Ebola virus disease (formerly called Ebola Hemorrhagic Fever) is a severe, often fatal, disease in humans and nonhuman primates, which is caused by the Ebola virus. Between 1976 and 2014 twenty-four epidemics of Ebola virus disease (EVD) were verified, mostly caused by Zaire Ebola virus (ZEBOV) in Equatorial Africa. Most outbreaks have been small, but the virus captured the attention of the world due to death rates that can be as high as 90% as well as the visceral manner in which it kills [1-3].

In March 2014, World Health Organization (WHO) reported a major Ebola outbreak in Guinea, Liberia and Sierra Leone, western African nations. The 2014 EVD outbreak in West Africa caused by ZEBOV is the longest, largest, deadliest, and the most complex in history. As of 11 February 2015, there were 22,859 EVD cases and a total of 9,162 deaths. Compared to the cumulative sum of past episodes in 36 years (1976-2012), 2,232 infected people and 1,503 deaths there are now over ten times the total number infection cases and over six times the total number of fatalities [1,4,5]. The Ebola virus disease outbreak in West Africa affected impoverished post-conflict countries with weak health systems and no experience with Ebola. [6].

Ebola is a public health nightmare because it can be contacted relatively easily (especially in a hospital setting where proper precautions are not taken) and is almost always fatal. EVD can be transmitted between humans through direct contact with bodily fluids (e.g., blood, sweat) from an infected person or contaminated objects. Whereas aerosol infection has not been reported clinically, despite it has been demonstrated in experimental infection in monkeys [7,8]. One of the reasons that Ebola is so dangerous that its symptoms are varied and appear quickly, yet resemble those of other viruses so much that the hemorrhagic fever is not rapidly diagnosed [2]. The current outbreak gives an opportunity to evaluate vaccine efficacy, safety and there is an acute need for a vaccine [9].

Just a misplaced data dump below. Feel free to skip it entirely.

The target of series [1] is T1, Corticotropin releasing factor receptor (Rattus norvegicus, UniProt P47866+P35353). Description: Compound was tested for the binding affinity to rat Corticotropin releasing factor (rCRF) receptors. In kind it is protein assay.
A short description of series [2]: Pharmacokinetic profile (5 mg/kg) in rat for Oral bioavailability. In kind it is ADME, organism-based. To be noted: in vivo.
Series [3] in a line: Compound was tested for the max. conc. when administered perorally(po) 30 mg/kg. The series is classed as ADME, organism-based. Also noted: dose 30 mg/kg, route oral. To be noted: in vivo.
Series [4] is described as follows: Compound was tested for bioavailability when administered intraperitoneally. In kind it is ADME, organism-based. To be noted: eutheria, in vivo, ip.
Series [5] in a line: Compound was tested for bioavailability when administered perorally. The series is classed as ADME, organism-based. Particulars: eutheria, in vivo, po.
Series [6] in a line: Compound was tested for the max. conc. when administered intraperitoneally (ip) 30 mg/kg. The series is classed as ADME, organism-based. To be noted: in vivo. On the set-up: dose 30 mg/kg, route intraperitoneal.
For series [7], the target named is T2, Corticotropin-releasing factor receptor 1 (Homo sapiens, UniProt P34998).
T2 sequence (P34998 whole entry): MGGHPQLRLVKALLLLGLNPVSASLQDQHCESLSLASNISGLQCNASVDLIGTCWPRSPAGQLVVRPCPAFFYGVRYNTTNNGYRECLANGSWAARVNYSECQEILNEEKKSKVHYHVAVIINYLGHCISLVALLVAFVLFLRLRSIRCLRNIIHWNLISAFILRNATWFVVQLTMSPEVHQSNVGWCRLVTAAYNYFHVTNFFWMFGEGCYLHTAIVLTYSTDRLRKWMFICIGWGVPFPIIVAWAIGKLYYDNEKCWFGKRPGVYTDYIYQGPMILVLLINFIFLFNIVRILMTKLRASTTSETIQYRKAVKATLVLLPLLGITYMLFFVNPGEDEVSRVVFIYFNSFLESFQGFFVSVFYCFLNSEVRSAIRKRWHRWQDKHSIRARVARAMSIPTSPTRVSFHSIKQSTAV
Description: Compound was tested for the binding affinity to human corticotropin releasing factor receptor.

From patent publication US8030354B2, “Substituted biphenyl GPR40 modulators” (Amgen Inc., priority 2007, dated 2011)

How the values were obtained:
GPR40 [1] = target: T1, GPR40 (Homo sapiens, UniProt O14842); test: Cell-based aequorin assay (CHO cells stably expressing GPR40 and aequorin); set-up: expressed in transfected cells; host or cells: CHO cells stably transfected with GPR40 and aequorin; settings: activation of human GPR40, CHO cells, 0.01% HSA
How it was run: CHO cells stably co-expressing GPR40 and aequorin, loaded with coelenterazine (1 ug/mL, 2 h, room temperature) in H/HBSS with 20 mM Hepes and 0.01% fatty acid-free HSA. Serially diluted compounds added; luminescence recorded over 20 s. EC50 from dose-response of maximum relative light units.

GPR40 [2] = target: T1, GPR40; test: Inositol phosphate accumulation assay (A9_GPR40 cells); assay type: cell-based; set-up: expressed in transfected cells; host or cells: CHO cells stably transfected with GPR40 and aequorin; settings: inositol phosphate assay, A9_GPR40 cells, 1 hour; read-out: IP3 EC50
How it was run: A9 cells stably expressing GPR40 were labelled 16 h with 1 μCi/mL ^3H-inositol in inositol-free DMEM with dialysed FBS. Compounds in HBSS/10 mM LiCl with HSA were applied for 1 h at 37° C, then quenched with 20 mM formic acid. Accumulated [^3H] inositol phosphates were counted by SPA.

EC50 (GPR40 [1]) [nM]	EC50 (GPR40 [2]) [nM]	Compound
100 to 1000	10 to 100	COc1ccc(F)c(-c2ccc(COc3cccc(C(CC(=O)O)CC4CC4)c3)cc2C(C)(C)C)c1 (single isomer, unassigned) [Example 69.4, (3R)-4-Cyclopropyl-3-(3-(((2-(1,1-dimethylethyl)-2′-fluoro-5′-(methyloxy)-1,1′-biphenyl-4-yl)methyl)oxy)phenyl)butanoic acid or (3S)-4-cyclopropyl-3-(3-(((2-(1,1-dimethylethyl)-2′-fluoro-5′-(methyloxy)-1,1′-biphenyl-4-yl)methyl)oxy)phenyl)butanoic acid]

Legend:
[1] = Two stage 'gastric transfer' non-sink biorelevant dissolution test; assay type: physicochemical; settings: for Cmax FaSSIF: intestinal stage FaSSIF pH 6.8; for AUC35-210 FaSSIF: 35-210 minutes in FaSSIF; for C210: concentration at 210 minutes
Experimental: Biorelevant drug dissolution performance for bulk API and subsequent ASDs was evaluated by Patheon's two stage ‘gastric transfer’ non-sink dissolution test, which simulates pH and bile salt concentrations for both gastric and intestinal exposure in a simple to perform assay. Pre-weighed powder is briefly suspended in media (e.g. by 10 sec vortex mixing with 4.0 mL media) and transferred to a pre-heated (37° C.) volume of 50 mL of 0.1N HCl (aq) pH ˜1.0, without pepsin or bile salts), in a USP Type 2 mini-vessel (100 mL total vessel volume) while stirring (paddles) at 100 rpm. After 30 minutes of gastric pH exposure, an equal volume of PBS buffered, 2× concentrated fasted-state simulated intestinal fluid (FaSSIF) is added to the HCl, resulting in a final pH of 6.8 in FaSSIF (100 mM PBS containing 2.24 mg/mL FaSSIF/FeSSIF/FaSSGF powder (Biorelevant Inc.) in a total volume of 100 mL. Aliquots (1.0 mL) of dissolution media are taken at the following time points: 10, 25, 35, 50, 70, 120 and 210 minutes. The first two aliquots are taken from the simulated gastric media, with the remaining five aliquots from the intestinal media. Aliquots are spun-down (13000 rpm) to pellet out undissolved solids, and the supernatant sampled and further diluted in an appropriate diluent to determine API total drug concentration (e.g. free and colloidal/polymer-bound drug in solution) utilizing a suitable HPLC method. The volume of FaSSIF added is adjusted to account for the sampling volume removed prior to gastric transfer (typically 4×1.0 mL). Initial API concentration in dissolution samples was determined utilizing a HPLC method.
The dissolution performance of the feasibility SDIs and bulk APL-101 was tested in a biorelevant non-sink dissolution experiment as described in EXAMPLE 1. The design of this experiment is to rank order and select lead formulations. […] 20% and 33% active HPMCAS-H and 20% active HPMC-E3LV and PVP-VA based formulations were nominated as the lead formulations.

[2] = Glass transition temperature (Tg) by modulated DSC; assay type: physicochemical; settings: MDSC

Most studies recommended that, the best chance for survival once infected is early diagnosis followed by comprehensive supportive care. While diagnostic tests exist, they often result in false negatives in those who have recently begun to experience symptoms, so isolation and retesting is often the best course of action [10].


Ebola virus, formerly designated Zaire Ebola virus is one of five known viruses within the genus Ebola virus, family filoviridae, and order mononegavirales [11,12].

Filovirus outbreak is one of the most fatal viral diseases worldwide affecting humans and nonhuman primates (NHPs) and therefore, EBOV is identified as a bio-safety level 4 pathogens and CDC category A agents of bioterrorism [13] (Figure 1).


Figure 1: Taxonomy of filovirus.

Outbreak of Ebola Virus Disease

Ebola outbreaks between 1976 and 2014, adapted from WHO are given in Table 1.

Year Country EboV subtype Number of human cases Number of deaths Mortality Source and spread of infection
1976 Sudan, Nzara and Marida Sudan virus 284 151 53% Spread by close contact within hospitals, many hospital staff were infected
1976 Zaire, Yambuku Ebola virus 318 280 88% Contaminated needles and syringes in hospitals
1976 England Sudan virus 1 0   Laboratory infection, accident-stick of contaminated needles
1977 Zaire, Tandala Sudan virus 1 1 100% Noted retrospectively
1979 Sudan, Nzara and Marida Sudan virus 34 22 65% Recurrent outbreak at the same site as the 1976
1989 USA, Viriginia, and Pennsylvania Restone virus 0 0   EboV was introduced in to quarantine facility by monkeys from the Philippines